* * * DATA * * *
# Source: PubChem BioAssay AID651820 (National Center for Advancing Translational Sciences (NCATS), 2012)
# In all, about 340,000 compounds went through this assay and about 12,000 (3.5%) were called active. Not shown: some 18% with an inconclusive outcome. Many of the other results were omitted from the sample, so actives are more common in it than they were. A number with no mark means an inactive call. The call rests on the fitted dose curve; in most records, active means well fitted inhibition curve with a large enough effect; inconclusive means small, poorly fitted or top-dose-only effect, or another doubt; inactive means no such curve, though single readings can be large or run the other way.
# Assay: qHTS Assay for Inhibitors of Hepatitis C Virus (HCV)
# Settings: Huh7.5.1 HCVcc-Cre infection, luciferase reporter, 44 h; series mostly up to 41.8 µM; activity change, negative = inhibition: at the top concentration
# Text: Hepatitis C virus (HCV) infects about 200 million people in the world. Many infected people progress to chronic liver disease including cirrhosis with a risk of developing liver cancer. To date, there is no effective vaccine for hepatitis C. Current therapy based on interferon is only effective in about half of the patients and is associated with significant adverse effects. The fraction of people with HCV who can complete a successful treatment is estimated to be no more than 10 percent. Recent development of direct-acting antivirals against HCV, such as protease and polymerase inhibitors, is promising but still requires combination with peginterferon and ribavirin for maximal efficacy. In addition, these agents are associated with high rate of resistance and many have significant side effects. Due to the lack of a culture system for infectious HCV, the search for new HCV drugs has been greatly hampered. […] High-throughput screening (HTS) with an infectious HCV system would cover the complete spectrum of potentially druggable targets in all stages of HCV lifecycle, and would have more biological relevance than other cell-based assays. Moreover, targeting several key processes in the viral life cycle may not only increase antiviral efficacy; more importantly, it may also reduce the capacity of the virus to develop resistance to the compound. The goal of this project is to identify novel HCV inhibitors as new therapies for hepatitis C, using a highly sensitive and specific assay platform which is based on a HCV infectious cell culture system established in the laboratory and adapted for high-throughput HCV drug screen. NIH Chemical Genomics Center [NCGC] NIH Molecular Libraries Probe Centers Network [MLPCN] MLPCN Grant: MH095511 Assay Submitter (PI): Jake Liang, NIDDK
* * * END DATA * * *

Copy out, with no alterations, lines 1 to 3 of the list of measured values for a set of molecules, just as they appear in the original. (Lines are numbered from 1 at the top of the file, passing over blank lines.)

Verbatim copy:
# Source: PubChem BioAssay AID651820 (National Center for Advancing Translational Sciences (NCATS), 2012)
# In all, about 340,000 compounds went through this assay and about 12,000 (3.5%) were called active. Not shown: some 18% with an inconclusive outcome. Many of the other results were omitted from the sample, so actives are more common in it than they were. A number with no mark means an inactive call. The call rests on the fitted dose curve; in most records, active means well fitted inhibition curve with a large enough effect; inconclusive means small, poorly fitted or top-dose-only effect, or another doubt; inactive means no such curve, though single readings can be large or run the other way.
# Assay: qHTS Assay for Inhibitors of Hepatitis C Virus (HCV)